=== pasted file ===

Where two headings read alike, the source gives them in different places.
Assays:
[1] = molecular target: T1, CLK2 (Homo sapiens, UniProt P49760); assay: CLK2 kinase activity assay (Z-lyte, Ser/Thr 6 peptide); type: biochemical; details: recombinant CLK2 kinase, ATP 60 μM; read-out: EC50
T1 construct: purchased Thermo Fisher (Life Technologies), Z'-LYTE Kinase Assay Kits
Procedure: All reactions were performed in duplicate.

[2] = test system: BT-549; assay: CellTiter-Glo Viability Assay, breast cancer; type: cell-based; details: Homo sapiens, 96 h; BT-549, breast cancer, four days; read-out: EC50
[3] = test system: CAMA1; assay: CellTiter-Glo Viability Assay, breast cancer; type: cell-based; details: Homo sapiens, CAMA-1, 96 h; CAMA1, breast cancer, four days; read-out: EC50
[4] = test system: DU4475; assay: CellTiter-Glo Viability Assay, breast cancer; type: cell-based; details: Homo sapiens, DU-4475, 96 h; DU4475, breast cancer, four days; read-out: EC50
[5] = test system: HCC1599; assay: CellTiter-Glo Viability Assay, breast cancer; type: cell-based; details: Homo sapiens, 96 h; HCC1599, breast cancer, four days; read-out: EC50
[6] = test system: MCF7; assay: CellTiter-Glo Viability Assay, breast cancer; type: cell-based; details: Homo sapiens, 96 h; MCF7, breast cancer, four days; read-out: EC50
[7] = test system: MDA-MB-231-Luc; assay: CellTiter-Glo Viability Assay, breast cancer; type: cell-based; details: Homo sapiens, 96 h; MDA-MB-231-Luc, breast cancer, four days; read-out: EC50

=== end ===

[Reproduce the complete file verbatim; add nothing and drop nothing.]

Where two headings read alike, the source gives them in different places.
Assays:
[1] = molecular target: T1, CLK2 (Homo sapiens, UniProt P49760); assay: CLK2 kinase activity assay (Z-lyte, Ser/Thr 6 peptide); type: biochemical; details: recombinant CLK2 kinase, ATP 60 μM; read-out: EC50
T1 construct: purchased Thermo Fisher (Life Technologies), Z'-LYTE Kinase Assay Kits
Procedure: All reactions were performed in duplicate.

[2] = test system: BT-549; assay: CellTiter-Glo Viability Assay, breast cancer; type: cell-based; details: Homo sapiens, 96 h; BT-549, breast cancer, four days; read-out: EC50
[3] = test system: CAMA1; assay: CellTiter-Glo Viability Assay, breast cancer; type: cell-based; details: Homo sapiens, CAMA-1, 96 h; CAMA1, breast cancer, four days; read-out: EC50
[4] = test system: DU4475; assay: CellTiter-Glo Viability Assay, breast cancer; type: cell-based; details: Homo sapiens, DU-4475, 96 h; DU4475, breast cancer, four days; read-out: EC50
[5] = test system: HCC1599; assay: CellTiter-Glo Viability Assay, breast cancer; type: cell-based; details: Homo sapiens, 96 h; HCC1599, breast cancer, four days; read-out: EC50
[6] = test system: MCF7; assay: CellTiter-Glo Viability Assay, breast cancer; type: cell-based; details: Homo sapiens, 96 h; MCF7, breast cancer, four days; read-out: EC50
[7] = test system: MDA-MB-231-Luc; assay: CellTiter-Glo Viability Assay, breast cancer; type: cell-based; details: Homo sapiens, 96 h; MDA-MB-231-Luc, breast cancer, four days; read-out: EC50